Focus groups can provide an important opportunity to gain a deeper understanding of perceptions of the experienced curriculum from multiple points of view. Hill (2007) used focus groups to evaluate employer perceptions of the Food Science curriculum at the University of Guelph. During the focus groups, qualitative data was collected from the employers, using the following questions:
- With reference to the current Food Science curriculum, describe in what ways the learning outcomes and content match or do not match your expectations of Food Science graduates.
- Based on your experience with Food Science graduates employed in your company, how well do our graduates meet your expectations?
- Describe one or more ways in which the Food Science curriculum at Guelph has helped graduates help your organization fulfill its mission or meet its objectives.
- Please suggest one or more changes to help us improve the Food Science curriculum at Guelph. What can we do better to prepare our graduates for employment?
- What advice would you give to a recent or soon to be graduate of Food Science?
Likewise, Coe et al. (in press) used focus groups to qualitatively evaluate student perceptions of learning within a second-year course (Art of Veterinary Medicine (AVM) II) situated within the Doctor of Veterinary Medicine (DVM) curriculum based on the following questions:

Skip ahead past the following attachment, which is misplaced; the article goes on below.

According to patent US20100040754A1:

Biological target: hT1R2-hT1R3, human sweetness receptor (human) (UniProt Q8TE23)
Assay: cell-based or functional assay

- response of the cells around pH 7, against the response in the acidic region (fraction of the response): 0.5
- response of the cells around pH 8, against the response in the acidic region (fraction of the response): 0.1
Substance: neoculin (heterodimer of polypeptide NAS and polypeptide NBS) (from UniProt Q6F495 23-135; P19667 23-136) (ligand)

- What is the purpose of the AVM courses? Why are they part of the DVM curriculum?
- What are these courses trying to achieve? What are the intended outcomes of the AVM courses?
- Why are these outcomes important? How will they contribute to your preparation in becoming a veterinarian?
- What have you liked most about this course? Why? How has it impacted you and contributed towards your learning?
- What specific improvements do you feel could be made to the AVMII course? Why should these areas be improved?
- Drawing on your own background and experiences, what changes would you suggest to AVM II if you were to redesign the course?